by Pat McIntosh

With the passing of time, over-use of a word results in changing definitions. Such is the case with the word “love.” We love movies, books, food, drink, animals, a sunset, our kids, our spouses and our parents. The context in which we use the word will generally indicate the level or nature of our love at a given time. As we look at how the word is used today, it is clear that there are major misunderstandings about what constitutes “love.”

Biblically, we have a little more help in understanding how to define love as there are no less than three different Greek words translated as “love.” The word “eros” has to do with sexual love. The word “agape” is the love that demands the best for the object loved. Here, I want to spend a little more time on the word for “brotherly love” or “phileo.”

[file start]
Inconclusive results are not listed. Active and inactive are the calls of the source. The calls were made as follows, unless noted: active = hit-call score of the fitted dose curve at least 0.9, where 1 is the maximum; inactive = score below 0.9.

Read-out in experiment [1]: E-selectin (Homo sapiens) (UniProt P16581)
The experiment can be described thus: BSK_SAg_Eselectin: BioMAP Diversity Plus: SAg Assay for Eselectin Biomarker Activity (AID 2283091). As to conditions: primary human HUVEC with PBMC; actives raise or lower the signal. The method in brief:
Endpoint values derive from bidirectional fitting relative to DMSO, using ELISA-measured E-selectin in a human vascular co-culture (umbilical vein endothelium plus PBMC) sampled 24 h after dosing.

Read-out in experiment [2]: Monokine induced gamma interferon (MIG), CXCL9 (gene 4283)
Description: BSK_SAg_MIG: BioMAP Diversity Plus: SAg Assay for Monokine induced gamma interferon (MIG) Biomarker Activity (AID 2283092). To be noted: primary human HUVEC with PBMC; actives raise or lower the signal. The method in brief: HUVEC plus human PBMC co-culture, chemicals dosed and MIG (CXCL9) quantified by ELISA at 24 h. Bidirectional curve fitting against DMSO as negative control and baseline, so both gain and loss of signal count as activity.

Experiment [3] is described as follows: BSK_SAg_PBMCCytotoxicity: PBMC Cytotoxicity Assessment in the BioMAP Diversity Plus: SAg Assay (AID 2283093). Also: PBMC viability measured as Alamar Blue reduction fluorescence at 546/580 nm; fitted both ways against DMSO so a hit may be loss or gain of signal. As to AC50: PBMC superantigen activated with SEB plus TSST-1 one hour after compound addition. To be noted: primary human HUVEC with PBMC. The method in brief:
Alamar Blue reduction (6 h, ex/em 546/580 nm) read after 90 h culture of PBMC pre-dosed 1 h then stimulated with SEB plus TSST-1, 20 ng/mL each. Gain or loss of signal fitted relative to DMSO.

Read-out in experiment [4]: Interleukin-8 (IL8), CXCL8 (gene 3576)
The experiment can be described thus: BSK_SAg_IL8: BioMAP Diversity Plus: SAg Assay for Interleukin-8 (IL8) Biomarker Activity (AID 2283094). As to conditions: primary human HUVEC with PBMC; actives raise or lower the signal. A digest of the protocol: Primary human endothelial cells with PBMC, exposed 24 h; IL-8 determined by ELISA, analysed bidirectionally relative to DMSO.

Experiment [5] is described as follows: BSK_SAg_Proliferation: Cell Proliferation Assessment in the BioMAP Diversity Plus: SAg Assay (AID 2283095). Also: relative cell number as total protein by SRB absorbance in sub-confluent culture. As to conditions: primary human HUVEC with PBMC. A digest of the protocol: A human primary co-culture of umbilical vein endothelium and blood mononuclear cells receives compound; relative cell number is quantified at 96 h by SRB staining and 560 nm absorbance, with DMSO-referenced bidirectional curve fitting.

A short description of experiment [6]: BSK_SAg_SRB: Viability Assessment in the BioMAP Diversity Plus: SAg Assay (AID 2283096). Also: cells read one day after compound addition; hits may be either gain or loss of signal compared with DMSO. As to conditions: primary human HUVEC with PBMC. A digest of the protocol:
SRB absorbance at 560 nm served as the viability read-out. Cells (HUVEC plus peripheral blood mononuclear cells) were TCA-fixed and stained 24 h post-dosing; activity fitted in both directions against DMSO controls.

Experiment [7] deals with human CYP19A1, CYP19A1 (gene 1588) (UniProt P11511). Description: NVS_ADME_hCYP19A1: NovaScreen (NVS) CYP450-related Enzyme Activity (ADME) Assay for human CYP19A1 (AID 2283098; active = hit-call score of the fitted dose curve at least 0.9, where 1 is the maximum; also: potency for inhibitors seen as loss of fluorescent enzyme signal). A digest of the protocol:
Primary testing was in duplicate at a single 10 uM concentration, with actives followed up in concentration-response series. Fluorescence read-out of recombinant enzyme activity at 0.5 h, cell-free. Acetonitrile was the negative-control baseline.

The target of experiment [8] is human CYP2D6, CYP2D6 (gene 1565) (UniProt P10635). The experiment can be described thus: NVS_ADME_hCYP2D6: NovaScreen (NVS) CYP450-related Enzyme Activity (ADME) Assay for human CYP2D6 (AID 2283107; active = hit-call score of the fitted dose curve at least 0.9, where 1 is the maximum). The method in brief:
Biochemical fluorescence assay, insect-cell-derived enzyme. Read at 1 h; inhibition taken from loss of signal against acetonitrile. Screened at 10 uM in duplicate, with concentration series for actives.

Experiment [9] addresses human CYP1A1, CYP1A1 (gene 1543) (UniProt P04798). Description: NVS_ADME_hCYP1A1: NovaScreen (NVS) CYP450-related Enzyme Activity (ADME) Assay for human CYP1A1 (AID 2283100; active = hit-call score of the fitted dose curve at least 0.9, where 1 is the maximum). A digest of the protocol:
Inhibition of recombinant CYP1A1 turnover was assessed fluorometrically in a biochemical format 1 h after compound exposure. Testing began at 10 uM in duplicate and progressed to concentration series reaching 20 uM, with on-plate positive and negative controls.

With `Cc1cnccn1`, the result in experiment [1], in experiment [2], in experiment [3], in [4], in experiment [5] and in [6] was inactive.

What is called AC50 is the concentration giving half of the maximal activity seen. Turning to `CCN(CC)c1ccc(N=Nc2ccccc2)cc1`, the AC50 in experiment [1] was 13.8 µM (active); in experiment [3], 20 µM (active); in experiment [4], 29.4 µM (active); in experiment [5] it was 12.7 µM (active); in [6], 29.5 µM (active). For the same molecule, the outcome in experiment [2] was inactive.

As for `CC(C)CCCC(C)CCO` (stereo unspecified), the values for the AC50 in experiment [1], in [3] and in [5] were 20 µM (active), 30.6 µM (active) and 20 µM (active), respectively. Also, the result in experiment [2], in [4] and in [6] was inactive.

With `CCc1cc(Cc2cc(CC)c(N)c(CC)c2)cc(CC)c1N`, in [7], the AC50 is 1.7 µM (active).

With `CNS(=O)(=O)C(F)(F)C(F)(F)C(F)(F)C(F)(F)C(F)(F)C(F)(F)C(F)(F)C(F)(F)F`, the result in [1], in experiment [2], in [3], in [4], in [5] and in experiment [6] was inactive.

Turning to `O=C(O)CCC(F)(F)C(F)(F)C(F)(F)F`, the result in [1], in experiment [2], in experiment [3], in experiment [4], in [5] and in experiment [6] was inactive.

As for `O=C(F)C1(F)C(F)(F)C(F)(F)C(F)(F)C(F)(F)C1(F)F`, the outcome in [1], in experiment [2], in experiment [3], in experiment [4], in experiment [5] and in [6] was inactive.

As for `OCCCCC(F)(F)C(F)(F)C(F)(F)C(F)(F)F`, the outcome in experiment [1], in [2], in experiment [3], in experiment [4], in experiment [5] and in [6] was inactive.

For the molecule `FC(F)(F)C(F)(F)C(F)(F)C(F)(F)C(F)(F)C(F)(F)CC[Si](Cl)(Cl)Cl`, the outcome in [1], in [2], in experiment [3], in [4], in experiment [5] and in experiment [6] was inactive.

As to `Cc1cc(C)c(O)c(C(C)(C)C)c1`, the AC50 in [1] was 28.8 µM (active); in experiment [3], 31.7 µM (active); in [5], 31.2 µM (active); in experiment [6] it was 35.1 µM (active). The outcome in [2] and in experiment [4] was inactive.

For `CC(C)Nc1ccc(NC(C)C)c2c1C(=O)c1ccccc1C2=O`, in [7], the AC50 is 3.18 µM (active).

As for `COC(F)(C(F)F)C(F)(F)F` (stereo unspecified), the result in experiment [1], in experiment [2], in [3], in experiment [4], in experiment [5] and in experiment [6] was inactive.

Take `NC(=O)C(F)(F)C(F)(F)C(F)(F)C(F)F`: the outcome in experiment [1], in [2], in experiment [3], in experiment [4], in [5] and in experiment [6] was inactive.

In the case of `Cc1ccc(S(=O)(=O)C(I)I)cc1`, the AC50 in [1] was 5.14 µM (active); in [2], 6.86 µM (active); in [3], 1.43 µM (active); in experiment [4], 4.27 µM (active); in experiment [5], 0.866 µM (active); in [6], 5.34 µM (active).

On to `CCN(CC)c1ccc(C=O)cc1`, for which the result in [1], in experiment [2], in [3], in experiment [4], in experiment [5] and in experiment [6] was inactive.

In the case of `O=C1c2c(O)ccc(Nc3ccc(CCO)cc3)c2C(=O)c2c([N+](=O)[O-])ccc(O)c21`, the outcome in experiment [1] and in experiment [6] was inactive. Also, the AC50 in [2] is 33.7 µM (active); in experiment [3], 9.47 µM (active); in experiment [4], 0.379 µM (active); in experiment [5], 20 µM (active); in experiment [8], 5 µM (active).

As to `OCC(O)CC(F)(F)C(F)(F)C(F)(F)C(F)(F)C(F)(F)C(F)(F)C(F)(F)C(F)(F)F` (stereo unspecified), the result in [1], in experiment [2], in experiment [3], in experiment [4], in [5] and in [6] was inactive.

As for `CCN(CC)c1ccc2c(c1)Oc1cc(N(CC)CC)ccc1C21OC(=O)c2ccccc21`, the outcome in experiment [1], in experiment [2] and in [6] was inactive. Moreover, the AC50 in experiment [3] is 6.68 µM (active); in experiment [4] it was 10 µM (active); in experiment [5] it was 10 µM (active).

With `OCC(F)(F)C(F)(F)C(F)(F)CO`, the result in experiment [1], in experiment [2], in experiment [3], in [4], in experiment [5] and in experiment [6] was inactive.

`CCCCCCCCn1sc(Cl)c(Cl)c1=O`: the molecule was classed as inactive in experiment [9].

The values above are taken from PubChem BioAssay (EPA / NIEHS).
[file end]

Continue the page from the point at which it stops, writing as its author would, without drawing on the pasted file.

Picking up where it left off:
We share a relationship that many in the world cannot understand. Yes, most of us have brothers and sisters with whom we share varying relationships. We are closer to some than others, but all are based on a familial kinship. The love we share as Christians rises above this love because of that upon which it is based. We have a special relationship because of the common bond we share in Christ. Because this relationship is different than any other, the level and nature of this love must rise above all others.

Yet, it is a reality that, in many (if not most) congregations this love is missing. We must be those who show our faith by our love. Our love for God is manifested in obeying His will. Our love for our brethren will be a love that is shown as well as professed. May we all strive for that level of love

A.M. Sermon – What Does the Bible Say About Love? (1 Cor. 13:1-13)

  1. The Necessity of Love – vs. 1-3, Matt. 17:20; 10:8; Rom. 13:8-10; Col. 3:12-14
  2. The Details of Love – vs. 4-7; 1 Jno. 3:18
  3. The Developing Nature of Love – vs. 8-13; 2 Cor. 5:7; Rom. 8:24-25

P.M. Sermon – Giving God Our Best (Mal. 1:6-10)

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